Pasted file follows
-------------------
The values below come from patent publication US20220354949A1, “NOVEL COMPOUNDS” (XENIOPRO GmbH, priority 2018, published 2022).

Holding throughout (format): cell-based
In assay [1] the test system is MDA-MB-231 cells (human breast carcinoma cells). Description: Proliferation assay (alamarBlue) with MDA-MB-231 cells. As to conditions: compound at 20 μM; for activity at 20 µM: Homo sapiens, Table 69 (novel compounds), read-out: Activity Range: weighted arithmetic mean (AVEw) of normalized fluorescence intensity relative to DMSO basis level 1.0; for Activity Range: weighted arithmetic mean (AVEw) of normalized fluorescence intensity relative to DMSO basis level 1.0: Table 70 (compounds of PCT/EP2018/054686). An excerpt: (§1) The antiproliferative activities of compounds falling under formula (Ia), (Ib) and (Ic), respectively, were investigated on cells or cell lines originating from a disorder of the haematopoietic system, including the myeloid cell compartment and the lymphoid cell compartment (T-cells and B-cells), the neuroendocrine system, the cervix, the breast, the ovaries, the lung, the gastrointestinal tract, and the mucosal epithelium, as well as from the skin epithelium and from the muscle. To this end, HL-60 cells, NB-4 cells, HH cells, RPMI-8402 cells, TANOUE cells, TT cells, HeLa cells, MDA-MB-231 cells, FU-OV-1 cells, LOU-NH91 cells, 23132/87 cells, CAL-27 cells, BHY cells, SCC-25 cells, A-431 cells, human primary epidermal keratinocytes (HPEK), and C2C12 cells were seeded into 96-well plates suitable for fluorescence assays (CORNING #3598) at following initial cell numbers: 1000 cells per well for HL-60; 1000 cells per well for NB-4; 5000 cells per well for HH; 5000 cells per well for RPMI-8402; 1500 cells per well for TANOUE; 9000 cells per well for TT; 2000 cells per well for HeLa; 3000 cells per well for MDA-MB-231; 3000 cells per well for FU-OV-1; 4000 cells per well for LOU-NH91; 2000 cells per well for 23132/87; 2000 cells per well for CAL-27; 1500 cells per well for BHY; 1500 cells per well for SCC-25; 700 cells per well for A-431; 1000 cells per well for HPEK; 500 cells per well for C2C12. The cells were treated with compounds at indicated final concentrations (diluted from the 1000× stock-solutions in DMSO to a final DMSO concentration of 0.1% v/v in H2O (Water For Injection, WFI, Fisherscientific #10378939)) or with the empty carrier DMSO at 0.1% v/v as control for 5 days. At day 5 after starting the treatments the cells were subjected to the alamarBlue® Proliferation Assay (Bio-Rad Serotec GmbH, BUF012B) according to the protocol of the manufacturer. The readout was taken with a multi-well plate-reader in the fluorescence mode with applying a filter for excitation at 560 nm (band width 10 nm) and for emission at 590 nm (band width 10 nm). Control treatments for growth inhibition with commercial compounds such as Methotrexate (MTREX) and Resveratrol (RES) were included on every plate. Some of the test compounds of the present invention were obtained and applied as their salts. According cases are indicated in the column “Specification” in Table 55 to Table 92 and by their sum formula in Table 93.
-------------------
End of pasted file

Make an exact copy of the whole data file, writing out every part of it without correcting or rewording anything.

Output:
The values below come from patent publication US20220354949A1, “NOVEL COMPOUNDS” (XENIOPRO GmbH, priority 2018, published 2022).

Holding throughout (format): cell-based
In assay [1] the test system is MDA-MB-231 cells (human breast carcinoma cells). Description: Proliferation assay (alamarBlue) with MDA-MB-231 cells. As to conditions: compound at 20 μM; for activity at 20 µM: Homo sapiens, Table 69 (novel compounds), read-out: Activity Range: weighted arithmetic mean (AVEw) of normalized fluorescence intensity relative to DMSO basis level 1.0; for Activity Range: weighted arithmetic mean (AVEw) of normalized fluorescence intensity relative to DMSO basis level 1.0: Table 70 (compounds of PCT/EP2018/054686). An excerpt: (§1) The antiproliferative activities of compounds falling under formula (Ia), (Ib) and (Ic), respectively, were investigated on cells or cell lines originating from a disorder of the haematopoietic system, including the myeloid cell compartment and the lymphoid cell compartment (T-cells and B-cells), the neuroendocrine system, the cervix, the breast, the ovaries, the lung, the gastrointestinal tract, and the mucosal epithelium, as well as from the skin epithelium and from the muscle. To this end, HL-60 cells, NB-4 cells, HH cells, RPMI-8402 cells, TANOUE cells, TT cells, HeLa cells, MDA-MB-231 cells, FU-OV-1 cells, LOU-NH91 cells, 23132/87 cells, CAL-27 cells, BHY cells, SCC-25 cells, A-431 cells, human primary epidermal keratinocytes (HPEK), and C2C12 cells were seeded into 96-well plates suitable for fluorescence assays (CORNING #3598) at following initial cell numbers: 1000 cells per well for HL-60; 1000 cells per well for NB-4; 5000 cells per well for HH; 5000 cells per well for RPMI-8402; 1500 cells per well for TANOUE; 9000 cells per well for TT; 2000 cells per well for HeLa; 3000 cells per well for MDA-MB-231; 3000 cells per well for FU-OV-1; 4000 cells per well for LOU-NH91; 2000 cells per well for 23132/87; 2000 cells per well for CAL-27; 1500 cells per well for BHY; 1500 cells per well for SCC-25; 700 cells per well for A-431; 1000 cells per well for HPEK; 500 cells per well for C2C12. The cells were treated with compounds at indicated final concentrations (diluted from the 1000× stock-solutions in DMSO to a final DMSO concentration of 0.1% v/v in H2O (Water For Injection, WFI, Fisherscientific #10378939)) or with the empty carrier DMSO at 0.1% v/v as control for 5 days. At day 5 after starting the treatments the cells were subjected to the alamarBlue® Proliferation Assay (Bio-Rad Serotec GmbH, BUF012B) according to the protocol of the manufacturer. The readout was taken with a multi-well plate-reader in the fluorescence mode with applying a filter for excitation at 560 nm (band width 10 nm) and for emission at 590 nm (band width 10 nm). Control treatments for growth inhibition with commercial compounds such as Methotrexate (MTREX) and Resveratrol (RES) were included on every plate. Some of the test compounds of the present invention were obtained and applied as their salts. According cases are indicated in the column “Specification” in Table 55 to Table 92 and by their sum formula in Table 93.